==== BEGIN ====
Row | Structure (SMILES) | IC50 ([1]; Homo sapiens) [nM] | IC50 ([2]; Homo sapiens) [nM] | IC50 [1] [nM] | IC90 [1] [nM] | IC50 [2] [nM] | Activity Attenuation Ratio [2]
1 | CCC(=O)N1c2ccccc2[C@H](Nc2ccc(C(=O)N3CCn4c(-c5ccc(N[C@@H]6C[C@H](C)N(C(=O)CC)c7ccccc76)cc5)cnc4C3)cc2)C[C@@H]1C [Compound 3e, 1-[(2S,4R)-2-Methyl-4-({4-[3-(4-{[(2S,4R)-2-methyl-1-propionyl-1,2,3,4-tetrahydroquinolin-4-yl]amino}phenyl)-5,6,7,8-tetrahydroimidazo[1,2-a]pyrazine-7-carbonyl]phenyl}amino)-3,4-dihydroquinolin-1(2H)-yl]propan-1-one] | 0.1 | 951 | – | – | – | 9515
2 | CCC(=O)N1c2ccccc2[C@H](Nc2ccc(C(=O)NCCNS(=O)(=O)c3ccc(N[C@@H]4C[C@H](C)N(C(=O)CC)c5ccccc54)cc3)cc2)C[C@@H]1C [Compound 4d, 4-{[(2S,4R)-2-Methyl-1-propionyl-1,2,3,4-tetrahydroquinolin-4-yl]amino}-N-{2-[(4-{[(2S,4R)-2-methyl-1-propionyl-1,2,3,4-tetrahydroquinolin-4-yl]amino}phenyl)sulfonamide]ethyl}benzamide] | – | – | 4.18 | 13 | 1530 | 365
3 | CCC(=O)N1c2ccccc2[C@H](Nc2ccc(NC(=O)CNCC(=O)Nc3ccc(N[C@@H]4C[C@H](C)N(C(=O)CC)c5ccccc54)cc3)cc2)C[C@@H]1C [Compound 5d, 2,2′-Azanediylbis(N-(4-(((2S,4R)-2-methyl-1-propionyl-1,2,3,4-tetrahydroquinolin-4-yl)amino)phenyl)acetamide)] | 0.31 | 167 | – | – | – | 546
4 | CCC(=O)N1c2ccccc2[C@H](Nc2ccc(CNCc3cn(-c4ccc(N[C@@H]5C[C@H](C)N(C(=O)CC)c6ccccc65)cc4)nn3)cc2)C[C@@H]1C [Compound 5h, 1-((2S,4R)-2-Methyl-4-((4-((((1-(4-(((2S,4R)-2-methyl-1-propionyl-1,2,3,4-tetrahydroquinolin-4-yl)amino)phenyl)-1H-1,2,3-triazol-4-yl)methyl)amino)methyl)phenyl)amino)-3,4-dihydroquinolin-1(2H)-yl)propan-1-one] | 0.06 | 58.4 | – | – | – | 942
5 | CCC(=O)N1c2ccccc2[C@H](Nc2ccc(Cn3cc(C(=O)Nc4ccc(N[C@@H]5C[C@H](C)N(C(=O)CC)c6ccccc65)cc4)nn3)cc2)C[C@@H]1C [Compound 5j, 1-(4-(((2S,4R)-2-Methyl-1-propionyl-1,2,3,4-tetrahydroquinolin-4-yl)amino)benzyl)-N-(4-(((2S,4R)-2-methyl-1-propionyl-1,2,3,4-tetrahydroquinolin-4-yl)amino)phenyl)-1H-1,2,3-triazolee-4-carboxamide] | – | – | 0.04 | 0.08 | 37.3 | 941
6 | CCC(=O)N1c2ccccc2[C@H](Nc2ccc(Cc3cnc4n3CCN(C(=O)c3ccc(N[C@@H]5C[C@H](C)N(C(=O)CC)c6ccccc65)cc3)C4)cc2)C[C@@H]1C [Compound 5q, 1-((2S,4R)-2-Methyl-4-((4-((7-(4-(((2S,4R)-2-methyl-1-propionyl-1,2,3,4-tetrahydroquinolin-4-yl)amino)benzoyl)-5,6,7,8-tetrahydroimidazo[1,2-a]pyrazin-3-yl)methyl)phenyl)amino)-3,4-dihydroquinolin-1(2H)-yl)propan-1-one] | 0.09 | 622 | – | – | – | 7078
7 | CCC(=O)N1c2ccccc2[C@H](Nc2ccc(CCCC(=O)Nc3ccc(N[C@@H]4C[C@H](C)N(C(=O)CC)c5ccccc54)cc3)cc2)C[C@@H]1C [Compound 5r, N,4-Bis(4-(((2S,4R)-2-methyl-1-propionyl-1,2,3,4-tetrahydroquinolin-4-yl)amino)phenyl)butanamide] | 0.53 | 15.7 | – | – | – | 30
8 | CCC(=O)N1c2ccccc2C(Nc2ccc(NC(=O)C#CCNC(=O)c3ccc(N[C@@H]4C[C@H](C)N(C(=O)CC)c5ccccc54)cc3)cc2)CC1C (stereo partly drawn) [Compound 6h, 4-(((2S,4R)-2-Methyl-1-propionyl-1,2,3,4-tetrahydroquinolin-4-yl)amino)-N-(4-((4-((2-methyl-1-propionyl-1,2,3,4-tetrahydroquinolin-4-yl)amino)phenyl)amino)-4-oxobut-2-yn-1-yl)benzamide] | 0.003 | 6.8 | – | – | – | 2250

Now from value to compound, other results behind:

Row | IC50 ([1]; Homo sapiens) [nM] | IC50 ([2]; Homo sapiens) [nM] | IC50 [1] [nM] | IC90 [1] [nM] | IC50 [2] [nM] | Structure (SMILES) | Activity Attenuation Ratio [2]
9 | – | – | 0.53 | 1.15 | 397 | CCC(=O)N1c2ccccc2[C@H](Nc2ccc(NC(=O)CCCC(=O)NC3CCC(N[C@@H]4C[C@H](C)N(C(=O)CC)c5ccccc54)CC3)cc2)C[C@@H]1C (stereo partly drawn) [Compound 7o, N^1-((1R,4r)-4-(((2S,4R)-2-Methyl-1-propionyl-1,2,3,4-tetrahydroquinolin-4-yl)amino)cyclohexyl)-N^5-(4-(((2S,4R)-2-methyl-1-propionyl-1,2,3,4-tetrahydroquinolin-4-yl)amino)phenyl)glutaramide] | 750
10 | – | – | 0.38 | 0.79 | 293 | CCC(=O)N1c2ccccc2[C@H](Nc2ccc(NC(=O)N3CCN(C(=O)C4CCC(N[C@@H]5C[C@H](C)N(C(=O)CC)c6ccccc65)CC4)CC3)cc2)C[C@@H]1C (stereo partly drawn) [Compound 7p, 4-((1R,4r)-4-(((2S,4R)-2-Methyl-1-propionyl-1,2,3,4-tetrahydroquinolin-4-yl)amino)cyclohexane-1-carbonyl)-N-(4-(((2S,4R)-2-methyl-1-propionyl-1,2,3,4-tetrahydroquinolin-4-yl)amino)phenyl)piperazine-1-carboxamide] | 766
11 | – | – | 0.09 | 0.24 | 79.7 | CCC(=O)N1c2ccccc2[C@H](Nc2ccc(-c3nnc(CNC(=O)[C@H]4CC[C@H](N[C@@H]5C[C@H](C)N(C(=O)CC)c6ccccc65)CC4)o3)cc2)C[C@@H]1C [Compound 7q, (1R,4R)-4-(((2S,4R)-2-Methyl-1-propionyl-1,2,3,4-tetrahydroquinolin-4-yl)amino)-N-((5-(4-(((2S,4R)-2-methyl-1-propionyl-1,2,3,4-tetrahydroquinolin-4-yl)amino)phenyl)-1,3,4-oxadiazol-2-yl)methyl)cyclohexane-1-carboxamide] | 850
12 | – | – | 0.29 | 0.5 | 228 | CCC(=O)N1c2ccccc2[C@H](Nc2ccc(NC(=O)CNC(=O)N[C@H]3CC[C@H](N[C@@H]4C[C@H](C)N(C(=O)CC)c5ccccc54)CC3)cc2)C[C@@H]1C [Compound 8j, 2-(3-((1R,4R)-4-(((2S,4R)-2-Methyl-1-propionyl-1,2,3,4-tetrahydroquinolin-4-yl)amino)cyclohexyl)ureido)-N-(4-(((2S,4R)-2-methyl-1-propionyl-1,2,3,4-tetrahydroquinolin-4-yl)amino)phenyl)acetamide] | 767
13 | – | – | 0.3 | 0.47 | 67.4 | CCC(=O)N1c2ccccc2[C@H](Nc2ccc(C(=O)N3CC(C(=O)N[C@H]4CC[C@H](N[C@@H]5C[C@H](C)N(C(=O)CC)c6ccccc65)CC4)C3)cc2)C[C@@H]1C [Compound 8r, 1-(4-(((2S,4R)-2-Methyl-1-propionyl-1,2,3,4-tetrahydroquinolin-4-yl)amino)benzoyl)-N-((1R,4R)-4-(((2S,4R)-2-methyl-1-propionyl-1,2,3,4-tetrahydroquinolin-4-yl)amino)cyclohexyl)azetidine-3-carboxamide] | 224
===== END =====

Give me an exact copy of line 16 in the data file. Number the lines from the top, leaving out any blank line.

13 | – | – | 0.3 | 0.47 | 67.4 | CCC(=O)N1c2ccccc2[C@H](Nc2ccc(C(=O)N3CC(C(=O)N[C@H]4CC[C@H](N[C@@H]5C[C@H](C)N(C(=O)CC)c6ccccc65)CC4)C3)cc2)C[C@@H]1C [Compound 8r, 1-(4-(((2S,4R)-2-Methyl-1-propionyl-1,2,3,4-tetrahydroquinolin-4-yl)amino)benzoyl)-N-((1R,4R)-4-(((2S,4R)-2-methyl-1-propionyl-1,2,3,4-tetrahydroquinolin-4-yl)amino)cyclohexyl)azetidine-3-carboxamide] | 224